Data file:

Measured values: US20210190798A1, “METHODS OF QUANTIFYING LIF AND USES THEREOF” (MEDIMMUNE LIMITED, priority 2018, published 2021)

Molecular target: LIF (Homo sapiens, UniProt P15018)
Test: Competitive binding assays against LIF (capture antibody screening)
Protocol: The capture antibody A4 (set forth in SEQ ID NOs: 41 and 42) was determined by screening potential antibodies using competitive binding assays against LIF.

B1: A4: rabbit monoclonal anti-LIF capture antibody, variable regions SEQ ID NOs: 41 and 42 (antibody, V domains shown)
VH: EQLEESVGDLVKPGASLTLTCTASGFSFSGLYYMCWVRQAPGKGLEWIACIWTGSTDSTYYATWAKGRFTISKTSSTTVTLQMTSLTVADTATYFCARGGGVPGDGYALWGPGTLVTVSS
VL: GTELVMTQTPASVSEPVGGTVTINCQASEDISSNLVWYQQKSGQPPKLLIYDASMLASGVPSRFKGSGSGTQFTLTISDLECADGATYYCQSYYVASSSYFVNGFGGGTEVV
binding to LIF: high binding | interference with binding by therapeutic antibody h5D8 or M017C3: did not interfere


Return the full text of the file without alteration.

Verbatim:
Measured values: US20210190798A1, “METHODS OF QUANTIFYING LIF AND USES THEREOF” (MEDIMMUNE LIMITED, priority 2018, published 2021)

Molecular target: LIF (Homo sapiens, UniProt P15018)
Test: Competitive binding assays against LIF (capture antibody screening)
Protocol: The capture antibody A4 (set forth in SEQ ID NOs: 41 and 42) was determined by screening potential antibodies using competitive binding assays against LIF.

B1: A4: rabbit monoclonal anti-LIF capture antibody, variable regions SEQ ID NOs: 41 and 42 (antibody, V domains shown)
VH: EQLEESVGDLVKPGASLTLTCTASGFSFSGLYYMCWVRQAPGKGLEWIACIWTGSTDSTYYATWAKGRFTISKTSSTTVTLQMTSLTVADTATYFCARGGGVPGDGYALWGPGTLVTVSS
VL: GTELVMTQTPASVSEPVGGTVTINCQASEDISSNLVWYQQKSGQPPKLLIYDASMLASGVPSRFKGSGSGTQFTLTISDLECADGATYYCQSYYVASSSYFVNGFGGGTEVV
binding to LIF: high binding | interference with binding by therapeutic antibody h5D8 or M017C3: did not interfere